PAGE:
gender equality

There, But Not Here: Bible and Culture in Conflict

“They offered me the role of pastor at my church,” my friend told me with a smile. Originally from South America, she had been serving as a missionary for many years in the Balkans. Continuing with a touch of resignation, she added, “but back home, when I started a vibrant church plant with my friend, the denomination took it over because it needed a male pastor.”

These stories are not uncommon. Women are sent into mission by churches who support them prayerfully and financially. They are commissioned to evangelize, disciple, care, preach, teach and pastor. They are received back into silence and submission. As long as they preach and teach away from home, it is not a problem. As soon as they come back, it is. Women are equal ‘there’, but not ‘here’.

I am not sure why this is the case. Maybe there is some sort of cultural superiority at play. Things apply differently to ‘them’ than to ‘us’. Maybe there are not enough men to go, so we compromise and let women do the job. Maybe it does not matter, as long as we are not seeing it. Maybe we have never thought about it.

Complementarians often point to passages such as 1 Timothy 2:12 to bolster their position that women should not be allowed to teach. In it Paul writes, “I do not permit a woman to teach or to assume authority over a man; she must be quiet.” They assert that Paul’s instruction to Timothy was trans-cultural, and so should be applied in a similar way today, even though our context is different.

But the apparent double standard between a woman’s permissions at home versus in mission sends a confusing message. Are women really equal with men? Or are they not? Are women really permitted to engage in the same ministry with the same authority as men? Or are they not? It seems to me that if Paul’s exhortation was truly trans-cultural, then it would apply as equally in mission as it does at home.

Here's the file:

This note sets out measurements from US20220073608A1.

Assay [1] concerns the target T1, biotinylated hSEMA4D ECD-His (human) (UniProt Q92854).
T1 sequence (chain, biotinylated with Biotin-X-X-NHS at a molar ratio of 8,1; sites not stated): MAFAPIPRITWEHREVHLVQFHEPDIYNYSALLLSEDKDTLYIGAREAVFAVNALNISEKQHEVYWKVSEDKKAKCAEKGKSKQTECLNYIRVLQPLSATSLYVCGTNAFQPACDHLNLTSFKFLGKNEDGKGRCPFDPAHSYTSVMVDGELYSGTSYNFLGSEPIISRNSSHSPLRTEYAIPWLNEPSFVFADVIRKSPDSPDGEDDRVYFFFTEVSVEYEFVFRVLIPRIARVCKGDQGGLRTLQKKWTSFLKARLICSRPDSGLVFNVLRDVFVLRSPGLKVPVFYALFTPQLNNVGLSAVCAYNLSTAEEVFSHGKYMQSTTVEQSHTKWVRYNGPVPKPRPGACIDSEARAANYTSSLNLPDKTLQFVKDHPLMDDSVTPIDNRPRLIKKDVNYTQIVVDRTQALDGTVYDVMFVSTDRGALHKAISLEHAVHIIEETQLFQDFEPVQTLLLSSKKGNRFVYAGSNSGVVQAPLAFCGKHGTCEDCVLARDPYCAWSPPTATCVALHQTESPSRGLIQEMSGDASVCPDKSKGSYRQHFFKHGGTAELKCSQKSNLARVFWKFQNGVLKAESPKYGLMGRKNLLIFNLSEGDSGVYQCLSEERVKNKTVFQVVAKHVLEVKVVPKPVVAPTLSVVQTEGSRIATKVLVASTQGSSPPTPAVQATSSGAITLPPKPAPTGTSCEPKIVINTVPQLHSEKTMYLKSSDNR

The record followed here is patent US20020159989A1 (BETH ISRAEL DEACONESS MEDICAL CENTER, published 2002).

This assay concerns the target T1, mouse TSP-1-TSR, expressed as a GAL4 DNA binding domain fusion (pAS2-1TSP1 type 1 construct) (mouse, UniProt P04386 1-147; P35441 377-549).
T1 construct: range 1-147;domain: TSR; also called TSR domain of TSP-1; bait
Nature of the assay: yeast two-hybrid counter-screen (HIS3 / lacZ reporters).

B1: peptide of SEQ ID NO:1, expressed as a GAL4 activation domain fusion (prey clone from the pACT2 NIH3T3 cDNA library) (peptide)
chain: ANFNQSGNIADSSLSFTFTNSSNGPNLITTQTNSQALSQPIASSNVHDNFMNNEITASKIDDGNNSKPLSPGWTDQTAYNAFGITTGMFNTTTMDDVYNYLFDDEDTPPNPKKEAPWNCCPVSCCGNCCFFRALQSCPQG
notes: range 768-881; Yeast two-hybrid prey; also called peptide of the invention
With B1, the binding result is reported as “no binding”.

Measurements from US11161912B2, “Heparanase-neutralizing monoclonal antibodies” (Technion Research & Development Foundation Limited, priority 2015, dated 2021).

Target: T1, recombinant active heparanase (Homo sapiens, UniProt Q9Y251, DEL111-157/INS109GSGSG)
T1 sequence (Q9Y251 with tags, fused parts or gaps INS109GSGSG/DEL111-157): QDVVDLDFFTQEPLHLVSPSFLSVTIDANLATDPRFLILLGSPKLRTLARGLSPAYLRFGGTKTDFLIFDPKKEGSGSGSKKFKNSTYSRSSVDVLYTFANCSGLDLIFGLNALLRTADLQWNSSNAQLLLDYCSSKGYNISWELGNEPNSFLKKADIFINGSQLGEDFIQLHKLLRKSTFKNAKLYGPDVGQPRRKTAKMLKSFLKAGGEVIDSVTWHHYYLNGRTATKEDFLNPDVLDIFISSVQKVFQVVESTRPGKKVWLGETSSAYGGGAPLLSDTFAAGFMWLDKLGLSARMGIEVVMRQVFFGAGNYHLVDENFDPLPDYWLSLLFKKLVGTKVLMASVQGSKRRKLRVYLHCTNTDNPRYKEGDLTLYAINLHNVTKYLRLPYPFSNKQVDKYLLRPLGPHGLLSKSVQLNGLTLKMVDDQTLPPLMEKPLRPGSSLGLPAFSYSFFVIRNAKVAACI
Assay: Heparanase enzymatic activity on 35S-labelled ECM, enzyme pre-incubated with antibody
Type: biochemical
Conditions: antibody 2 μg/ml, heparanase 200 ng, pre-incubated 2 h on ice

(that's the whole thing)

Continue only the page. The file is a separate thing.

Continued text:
A pastor once told me, “we’ll just call it a missional encouragement, not a sermon. That way no one will get upset.” I had taught and preached in a variety of settings around the world as a missionary, but at home, it was different. The inconsistency in application leads me to believe the real issue is our culture and comfort levels, not Biblical adherence. For whatever reason, people are not comfortable with women in positions of influence and authority, so we limit when and where it can happen. If it were anything else, would mere semantics put us at ease?

Either Paul’s words in 1 Timothy 2:12 are trans-cultural, or they are not. Either women can engage in the same ministry with the same authority as men, or they cannot. Either women are equal to men, or they are not. We cannot pick and choose in which geographic location Scripture applies.

God is using women in mission around the world. Many are hearing about Christ for the first time because of women. Churches are being planted because of women. Relief and development projects are thriving because of women. Justice is happening because of women. If it is okay ‘there’, but not ‘here’, ‘here’ is what is missing out. Women will always take advantage of opportunities and serve God however they can. Let us clarify our message: women, you are commissioned to evangelize, disciple, care, preach, teach and pastor. Everywhere.

Get Tired, Maybe Something Will Change

I’m tired of being told what I should and shouldn’t wear,

Because men abdicated responsibility for their impulse control.

I’m tired of men debating what I can or cannot do,

Because somehow deciding my life is their role.

I’m tired of asking to be included.

I’m tired of fighting to be heard.

I’m tired of job and pay inequity.

I’m tired of hearing about girls denied an education and forced into child marriage.

I’m tired of women being denied their fundamental rights and freedoms, simply because they are women.

I’m tired of rape victims being asked what they were wearing,

Because their assault is thought to be deserved or desired.

I’m tired of gender stereotypes dictating how we live our lives,

Because maintaining boxes is more important than allowing freedom to live according to passions, gifts, and callings.

I’m tired of feminism being considered a dirty word.

I’m tired of men trying to convince me my tiredness is irrational.

I’m tired of a lot of things.

Maybe if more of us were tired things would change.


Everyday Gender Justice

Sometimes I get overwhelmed by the immensity of the gender justice topic. I mean, really, what can I do about individual and systemic gender injustice around the world? Perhaps you’ve felt the same way. Regardless, being overwhelmed is not an excuse to be uninformed and uninvolved. Instead, we need to find ways to integrate gender justice in our everyday, waking up, going to work, eating, sleeping, and socializing life.

That’s why I wrote an article all about it for the Sophia Network, a UK-based organization that advocates for gender justice in the church through raising awareness and developing and resourcing female leaders. You may recall a previous article entitled ‘Is Jesus a Feminist?’ that I wrote for them as well. So, why not grab a wee cuppa tea and get inspired to do gender justice in your everyday here. Enjoy!

[ If the link doesn’t work, copy and paste this into your browser: ]

Why I Need Feminism, and the Church Does Too